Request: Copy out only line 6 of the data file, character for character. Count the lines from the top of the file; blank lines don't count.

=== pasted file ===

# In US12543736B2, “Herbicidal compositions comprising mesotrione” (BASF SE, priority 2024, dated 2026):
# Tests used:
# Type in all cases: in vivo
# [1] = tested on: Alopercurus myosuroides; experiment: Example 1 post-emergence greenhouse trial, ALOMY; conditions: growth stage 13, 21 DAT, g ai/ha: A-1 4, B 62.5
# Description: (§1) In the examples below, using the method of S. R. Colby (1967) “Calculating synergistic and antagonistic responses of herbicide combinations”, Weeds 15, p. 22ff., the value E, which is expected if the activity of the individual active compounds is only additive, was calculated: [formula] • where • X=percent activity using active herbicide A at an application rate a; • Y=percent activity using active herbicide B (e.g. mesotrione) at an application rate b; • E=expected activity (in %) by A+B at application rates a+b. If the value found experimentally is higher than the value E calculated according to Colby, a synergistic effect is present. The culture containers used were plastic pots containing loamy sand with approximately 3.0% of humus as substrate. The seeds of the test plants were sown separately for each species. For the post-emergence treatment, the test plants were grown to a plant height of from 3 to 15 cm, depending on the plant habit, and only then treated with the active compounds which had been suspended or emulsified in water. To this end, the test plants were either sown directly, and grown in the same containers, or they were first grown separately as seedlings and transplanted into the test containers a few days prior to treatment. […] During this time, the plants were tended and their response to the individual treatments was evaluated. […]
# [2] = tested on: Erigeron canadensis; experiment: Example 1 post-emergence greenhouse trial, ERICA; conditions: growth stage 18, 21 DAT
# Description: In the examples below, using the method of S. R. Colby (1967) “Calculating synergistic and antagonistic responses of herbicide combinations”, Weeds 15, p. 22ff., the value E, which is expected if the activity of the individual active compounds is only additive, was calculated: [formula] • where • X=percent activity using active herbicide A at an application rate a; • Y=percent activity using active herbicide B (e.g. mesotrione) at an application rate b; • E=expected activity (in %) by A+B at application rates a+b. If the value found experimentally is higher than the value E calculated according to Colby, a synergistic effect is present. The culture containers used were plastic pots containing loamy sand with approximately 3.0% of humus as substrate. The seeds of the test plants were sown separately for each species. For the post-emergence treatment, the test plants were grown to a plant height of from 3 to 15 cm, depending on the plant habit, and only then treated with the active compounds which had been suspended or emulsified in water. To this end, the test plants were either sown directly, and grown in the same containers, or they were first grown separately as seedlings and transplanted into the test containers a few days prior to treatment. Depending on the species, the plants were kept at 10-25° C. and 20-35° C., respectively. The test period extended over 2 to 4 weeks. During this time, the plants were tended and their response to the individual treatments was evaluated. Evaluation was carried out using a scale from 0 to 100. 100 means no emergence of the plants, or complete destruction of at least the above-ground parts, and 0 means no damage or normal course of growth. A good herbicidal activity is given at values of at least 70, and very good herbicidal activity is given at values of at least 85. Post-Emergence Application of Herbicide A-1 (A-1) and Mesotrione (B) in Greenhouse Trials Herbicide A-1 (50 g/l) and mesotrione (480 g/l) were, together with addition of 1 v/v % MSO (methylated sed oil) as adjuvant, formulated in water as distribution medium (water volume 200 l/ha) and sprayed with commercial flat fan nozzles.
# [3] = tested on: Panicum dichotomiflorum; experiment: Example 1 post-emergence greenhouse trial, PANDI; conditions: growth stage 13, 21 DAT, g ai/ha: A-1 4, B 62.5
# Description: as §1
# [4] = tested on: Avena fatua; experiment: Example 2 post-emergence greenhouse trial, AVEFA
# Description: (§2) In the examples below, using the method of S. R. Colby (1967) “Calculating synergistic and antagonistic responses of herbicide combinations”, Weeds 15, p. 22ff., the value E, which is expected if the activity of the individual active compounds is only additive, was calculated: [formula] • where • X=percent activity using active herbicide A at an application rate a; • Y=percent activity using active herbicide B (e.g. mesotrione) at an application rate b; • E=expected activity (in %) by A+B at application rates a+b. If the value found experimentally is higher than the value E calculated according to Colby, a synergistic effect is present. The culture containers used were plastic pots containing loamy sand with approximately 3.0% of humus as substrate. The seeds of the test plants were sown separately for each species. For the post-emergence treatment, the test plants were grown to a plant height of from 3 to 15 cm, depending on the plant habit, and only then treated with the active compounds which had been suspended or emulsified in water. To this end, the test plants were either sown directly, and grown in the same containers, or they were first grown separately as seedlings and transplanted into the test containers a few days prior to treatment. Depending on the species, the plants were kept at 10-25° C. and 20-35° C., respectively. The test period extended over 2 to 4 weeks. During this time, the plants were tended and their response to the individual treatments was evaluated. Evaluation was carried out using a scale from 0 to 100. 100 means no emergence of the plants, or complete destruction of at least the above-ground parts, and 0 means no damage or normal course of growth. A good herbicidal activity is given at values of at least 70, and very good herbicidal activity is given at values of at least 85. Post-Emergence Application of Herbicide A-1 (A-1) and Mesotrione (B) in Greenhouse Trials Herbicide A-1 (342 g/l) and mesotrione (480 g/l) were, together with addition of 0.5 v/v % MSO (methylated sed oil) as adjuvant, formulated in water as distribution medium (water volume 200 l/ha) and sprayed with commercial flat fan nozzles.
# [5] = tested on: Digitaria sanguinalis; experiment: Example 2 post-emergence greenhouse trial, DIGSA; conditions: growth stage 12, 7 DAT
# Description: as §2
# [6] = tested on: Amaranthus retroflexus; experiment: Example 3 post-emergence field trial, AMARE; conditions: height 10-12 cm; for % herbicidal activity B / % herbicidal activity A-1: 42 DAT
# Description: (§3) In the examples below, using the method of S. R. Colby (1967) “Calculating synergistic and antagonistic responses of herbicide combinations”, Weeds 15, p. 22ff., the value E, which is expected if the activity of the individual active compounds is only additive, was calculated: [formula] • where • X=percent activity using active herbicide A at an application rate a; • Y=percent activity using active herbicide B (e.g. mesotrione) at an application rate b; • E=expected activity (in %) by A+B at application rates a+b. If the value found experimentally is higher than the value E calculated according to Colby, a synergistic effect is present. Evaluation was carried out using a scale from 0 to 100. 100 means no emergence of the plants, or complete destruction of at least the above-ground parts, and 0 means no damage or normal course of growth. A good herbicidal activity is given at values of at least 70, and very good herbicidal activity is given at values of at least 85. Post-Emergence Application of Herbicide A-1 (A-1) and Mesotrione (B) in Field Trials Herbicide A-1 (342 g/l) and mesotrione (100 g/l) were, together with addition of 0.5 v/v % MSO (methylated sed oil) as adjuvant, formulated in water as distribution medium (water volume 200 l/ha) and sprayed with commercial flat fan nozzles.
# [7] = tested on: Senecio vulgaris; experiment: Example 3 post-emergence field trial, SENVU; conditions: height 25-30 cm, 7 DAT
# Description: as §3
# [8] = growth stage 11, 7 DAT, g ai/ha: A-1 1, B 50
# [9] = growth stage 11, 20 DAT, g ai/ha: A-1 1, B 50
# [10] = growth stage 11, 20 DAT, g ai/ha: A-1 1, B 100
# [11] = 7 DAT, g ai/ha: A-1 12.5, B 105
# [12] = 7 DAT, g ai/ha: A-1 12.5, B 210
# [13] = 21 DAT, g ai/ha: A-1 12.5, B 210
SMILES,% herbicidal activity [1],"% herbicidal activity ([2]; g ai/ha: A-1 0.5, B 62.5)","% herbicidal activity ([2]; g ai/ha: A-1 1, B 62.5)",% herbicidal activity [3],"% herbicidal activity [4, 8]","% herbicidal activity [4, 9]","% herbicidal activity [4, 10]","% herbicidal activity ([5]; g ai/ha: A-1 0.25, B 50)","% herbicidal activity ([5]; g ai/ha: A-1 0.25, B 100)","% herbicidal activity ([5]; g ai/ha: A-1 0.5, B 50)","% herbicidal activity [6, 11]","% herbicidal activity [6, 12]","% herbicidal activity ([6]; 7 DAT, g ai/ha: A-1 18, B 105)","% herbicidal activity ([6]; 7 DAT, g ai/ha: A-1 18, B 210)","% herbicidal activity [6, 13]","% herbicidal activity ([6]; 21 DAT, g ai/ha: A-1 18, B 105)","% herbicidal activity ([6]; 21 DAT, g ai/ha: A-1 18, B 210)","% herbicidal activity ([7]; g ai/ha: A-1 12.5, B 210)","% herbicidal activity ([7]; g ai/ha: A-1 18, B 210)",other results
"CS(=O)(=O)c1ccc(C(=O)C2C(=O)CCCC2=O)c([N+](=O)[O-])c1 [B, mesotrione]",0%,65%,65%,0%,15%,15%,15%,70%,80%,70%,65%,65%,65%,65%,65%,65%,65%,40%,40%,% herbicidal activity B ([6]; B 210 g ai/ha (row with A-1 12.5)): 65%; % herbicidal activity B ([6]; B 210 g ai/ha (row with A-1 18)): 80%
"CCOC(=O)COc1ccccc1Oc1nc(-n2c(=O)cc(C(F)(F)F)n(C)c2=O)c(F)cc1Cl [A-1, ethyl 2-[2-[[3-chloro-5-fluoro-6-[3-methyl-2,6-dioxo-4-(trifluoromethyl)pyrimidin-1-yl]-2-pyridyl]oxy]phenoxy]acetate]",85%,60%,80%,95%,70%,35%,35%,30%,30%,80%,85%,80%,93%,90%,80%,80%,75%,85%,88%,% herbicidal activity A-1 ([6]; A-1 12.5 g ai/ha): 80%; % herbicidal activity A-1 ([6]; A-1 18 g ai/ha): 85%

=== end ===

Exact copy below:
# [2] = tested on: Erigeron canadensis; experiment: Example 1 post-emergence greenhouse trial, ERICA; conditions: growth stage 18, 21 DAT